For a visual on the different "holes" for the air to flow through on Balanced vs Unbalanced please see the below photo.
Balanced piston regulators are used quite a lot by divers who are heavier breathers, dive deeper sites, or like the ease of breath in any situation. Regulators like the Scubapro MK25 are considered one of the top performing regulator on the current market. if you look at this link to youtube, in 2013 Scubapro Korea had 135 Divers breathing off a single Mk25 first stage. Admittedly, that was only at 1m or so. However, an average breathing rate per person is anywhere from about 12-20L/min so 1780-2970L/min was flowing through the regulator. These style of regulator have more parts in them then an unbalanced piston but they are just as bulletproof provided they are maintained according to manufacturers specifications and cleaned with clean fresh water after each dive.
The Cost to purchase these is a little bit more than the unbalanced piston regulator. However, for divers looking for something that can easily last them a lifetime with basic maintenance and uncompromising performance these are a great option. The main downside to balanced piston regulators is their cold water performance. For use in water under 10 degrees Celsius you can run the risk of freezing them when you inhale or purge as the expanding airflow can drop the temperatures of the brass quickly and suddenly.
The Balanced Diaphragm
The Balanced Diaphragm regulator is probably one of the most common styles of regulator out today, with every manufacturer making diaphragm regulators. Instead of using a piston, they use a rubber diaphragm which is still affected by the ambient pressure to adjust the IP of the regulator.
As can be seen, a lot more parts are required in a diaphragm regulator than is found in the piston style. This however does NOT affect reliability, provided the regulator is of good quality to start with and serviced and maintained regularly. The balanced Diaphragm is likely the most common style of regulator on today's market, if it had reliability issues that would be a hard claim to make. The pro's of the diaphragm regulator are very similar to the Balanced piston. In that it isn't plagued by the IP drop of the unbalanced piston as the cylinder pressure gets lower, and the air flow is quite a lot larger then the Unbalanced piston reg too. They are also a lot less susceptible to freezing in colder water then the either the Balanced Piston or Unbalanced Regulator styles.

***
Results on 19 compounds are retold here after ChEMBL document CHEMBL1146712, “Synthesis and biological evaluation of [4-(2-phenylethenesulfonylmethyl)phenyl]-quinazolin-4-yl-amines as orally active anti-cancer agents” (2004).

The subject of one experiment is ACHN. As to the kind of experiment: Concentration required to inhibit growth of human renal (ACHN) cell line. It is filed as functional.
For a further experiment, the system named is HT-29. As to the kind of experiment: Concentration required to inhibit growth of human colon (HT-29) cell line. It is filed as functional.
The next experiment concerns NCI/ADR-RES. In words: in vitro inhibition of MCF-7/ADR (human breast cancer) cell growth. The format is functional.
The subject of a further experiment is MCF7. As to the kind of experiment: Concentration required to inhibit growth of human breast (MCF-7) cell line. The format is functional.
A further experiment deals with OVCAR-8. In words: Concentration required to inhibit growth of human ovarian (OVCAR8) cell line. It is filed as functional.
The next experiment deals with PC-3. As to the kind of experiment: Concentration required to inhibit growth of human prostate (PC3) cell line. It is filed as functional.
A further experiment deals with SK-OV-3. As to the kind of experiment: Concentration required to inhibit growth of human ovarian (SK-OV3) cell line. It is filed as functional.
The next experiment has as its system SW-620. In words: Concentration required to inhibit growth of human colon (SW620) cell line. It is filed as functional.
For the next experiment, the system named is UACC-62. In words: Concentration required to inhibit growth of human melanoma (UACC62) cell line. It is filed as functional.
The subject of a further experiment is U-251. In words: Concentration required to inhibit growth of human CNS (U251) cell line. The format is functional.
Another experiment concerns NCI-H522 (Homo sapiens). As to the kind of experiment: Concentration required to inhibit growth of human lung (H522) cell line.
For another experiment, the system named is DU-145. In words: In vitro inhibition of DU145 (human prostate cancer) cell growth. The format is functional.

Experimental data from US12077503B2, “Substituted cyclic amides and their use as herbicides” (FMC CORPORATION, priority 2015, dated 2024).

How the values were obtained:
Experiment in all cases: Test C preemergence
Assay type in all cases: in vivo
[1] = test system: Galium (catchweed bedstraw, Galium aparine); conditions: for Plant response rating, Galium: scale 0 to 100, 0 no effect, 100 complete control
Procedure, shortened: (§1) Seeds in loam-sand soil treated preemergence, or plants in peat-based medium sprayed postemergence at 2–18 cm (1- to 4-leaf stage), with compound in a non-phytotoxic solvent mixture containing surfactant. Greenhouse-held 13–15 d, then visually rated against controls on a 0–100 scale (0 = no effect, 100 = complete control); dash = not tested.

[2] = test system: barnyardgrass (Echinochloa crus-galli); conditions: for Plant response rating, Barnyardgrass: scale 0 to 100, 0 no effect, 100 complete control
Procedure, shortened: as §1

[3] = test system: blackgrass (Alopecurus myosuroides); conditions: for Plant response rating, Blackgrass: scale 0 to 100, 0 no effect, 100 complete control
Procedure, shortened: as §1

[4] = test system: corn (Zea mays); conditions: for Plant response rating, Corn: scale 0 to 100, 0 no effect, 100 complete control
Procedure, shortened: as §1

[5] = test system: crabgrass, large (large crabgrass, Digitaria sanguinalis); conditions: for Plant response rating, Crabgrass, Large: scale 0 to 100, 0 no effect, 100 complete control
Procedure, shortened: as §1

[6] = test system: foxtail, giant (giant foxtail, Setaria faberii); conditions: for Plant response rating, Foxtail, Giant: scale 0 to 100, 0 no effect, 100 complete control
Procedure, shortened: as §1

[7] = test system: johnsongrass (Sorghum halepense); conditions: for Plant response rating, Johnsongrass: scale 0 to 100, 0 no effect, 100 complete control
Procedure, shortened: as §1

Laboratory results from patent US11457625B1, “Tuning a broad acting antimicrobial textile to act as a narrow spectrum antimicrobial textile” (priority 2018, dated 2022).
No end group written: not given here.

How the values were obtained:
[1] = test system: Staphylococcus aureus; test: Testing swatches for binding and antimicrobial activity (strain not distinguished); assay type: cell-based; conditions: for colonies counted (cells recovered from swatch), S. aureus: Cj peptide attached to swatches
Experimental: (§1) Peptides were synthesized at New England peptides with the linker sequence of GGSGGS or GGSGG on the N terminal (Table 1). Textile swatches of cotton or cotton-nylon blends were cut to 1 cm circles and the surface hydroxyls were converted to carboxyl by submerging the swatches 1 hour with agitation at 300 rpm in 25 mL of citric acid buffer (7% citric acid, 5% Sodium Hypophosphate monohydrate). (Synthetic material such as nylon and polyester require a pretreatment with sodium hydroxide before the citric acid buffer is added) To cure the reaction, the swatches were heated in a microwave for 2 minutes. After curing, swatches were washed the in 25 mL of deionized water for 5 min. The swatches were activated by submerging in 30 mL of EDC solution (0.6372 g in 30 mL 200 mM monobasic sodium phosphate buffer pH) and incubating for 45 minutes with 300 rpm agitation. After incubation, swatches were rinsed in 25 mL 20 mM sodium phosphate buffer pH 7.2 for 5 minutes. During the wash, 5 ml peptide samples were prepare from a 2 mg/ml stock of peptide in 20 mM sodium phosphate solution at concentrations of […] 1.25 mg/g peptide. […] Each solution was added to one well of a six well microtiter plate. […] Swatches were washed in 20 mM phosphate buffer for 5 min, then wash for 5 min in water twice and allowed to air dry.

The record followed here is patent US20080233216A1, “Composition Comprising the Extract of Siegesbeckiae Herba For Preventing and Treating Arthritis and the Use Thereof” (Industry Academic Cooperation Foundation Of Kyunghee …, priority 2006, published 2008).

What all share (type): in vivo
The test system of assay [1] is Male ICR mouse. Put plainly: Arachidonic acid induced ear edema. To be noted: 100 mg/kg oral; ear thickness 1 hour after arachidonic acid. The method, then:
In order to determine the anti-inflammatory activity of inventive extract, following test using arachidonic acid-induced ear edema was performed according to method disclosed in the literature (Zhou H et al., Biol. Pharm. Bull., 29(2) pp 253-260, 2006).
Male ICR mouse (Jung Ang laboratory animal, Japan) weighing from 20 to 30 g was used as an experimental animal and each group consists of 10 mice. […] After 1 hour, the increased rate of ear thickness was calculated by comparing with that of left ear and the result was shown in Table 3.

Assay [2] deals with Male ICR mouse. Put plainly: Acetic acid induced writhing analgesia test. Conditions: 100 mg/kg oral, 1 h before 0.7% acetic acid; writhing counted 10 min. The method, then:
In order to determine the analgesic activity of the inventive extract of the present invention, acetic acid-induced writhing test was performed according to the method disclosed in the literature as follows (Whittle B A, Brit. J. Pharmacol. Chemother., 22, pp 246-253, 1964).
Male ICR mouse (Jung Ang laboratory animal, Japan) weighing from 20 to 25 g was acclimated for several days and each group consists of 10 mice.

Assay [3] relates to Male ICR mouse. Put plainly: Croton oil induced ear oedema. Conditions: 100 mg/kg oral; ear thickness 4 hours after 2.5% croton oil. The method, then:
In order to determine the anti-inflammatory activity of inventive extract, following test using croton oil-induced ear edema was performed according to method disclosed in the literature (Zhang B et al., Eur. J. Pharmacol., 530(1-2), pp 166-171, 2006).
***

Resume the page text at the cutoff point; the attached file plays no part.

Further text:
Compared to the Balanced piston, the airflow rates in the Diaphragm regulator are not as high as the Balanced Piston. Considering the regulators I personally use (Cressi T10SC/Master) are rated at 4500L/Minute flow from the first stage; there is no scenario where a recreational diver, or even a technical diver at 100m would require that amount of airflow, so there is plenty of buffer. The Main benefit to the diaphragm regulator is the cold water performance. Unlike on either of the piston styles, there is no water touching metal on the surfaces that have airflow.
In both piston styles, the air flows through the piston shaft and as mentioned, expanding gas cools down the surfaces it touches. the knife edge on a Balanced Piston regulator on a single inhale can get to ~ -50C. In the Diaphragm reg's, the water sits in the Spring chamber and adds to the spring tension just like the piston reg's. But, all the airflow happens on the underside of the diaphragm meaning they are much less likely to freeze than a piston reg. Some Diaphragm reg's come with an environmental seal standard or as an add on you can purchase. This adds another diaphragm above the spring which uses a 'push rod' to transfer the ambient pressure of the water to the base diaphragm keeping water out of the regulator all together. These are the recommended regulator for cold water diving (ie, below 10c) or for contaminated/dirty water.
So hopefully that wasn't too much to take in regarding the First stages available. However, if you are fully informed on what regulators are available it can greater improve the quality of your diving. there will be a second post coming shortly explaining the differences between second stages. For now, I hope you enjoyed the article and found it informative. Of course if you have any questions don't hesitate to send us a message, email or even call to have a chat. Many thanks,